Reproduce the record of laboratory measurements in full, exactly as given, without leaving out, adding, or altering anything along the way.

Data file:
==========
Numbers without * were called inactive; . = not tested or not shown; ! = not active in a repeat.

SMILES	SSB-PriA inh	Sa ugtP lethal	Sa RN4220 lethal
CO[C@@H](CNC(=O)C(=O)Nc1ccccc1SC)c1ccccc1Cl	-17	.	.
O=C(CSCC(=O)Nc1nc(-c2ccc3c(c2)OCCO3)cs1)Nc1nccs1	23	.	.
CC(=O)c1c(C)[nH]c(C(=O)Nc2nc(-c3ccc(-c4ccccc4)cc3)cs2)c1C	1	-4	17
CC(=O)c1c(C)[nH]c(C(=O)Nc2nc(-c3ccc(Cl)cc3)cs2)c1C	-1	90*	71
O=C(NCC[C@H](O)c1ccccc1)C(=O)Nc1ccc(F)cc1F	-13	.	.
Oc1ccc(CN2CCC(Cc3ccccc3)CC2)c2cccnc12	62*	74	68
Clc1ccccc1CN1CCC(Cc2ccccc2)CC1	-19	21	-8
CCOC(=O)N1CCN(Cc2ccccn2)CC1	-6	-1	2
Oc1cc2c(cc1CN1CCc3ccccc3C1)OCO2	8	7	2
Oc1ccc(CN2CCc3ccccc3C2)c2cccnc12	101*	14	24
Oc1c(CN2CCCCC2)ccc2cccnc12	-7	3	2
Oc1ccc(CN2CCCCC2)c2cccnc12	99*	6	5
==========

Numbers without * were called inactive; . = not tested or not shown; ! = not active in a repeat.

SMILES	SSB-PriA inh	Sa ugtP lethal	Sa RN4220 lethal
CO[C@@H](CNC(=O)C(=O)Nc1ccccc1SC)c1ccccc1Cl	-17	.	.
O=C(CSCC(=O)Nc1nc(-c2ccc3c(c2)OCCO3)cs1)Nc1nccs1	23	.	.
CC(=O)c1c(C)[nH]c(C(=O)Nc2nc(-c3ccc(-c4ccccc4)cc3)cs2)c1C	1	-4	17
CC(=O)c1c(C)[nH]c(C(=O)Nc2nc(-c3ccc(Cl)cc3)cs2)c1C	-1	90*	71
O=C(NCC[C@H](O)c1ccccc1)C(=O)Nc1ccc(F)cc1F	-13	.	.
Oc1ccc(CN2CCC(Cc3ccccc3)CC2)c2cccnc12	62*	74	68
Clc1ccccc1CN1CCC(Cc2ccccc2)CC1	-19	21	-8
CCOC(=O)N1CCN(Cc2ccccn2)CC1	-6	-1	2
Oc1cc2c(cc1CN1CCc3ccccc3C1)OCO2	8	7	2
Oc1ccc(CN2CCc3ccccc3C2)c2cccnc12	101*	14	24
Oc1c(CN2CCCCC2)ccc2cccnc12	-7	3	2
Oc1ccc(CN2CCCCC2)c2cccnc12	99*	6	5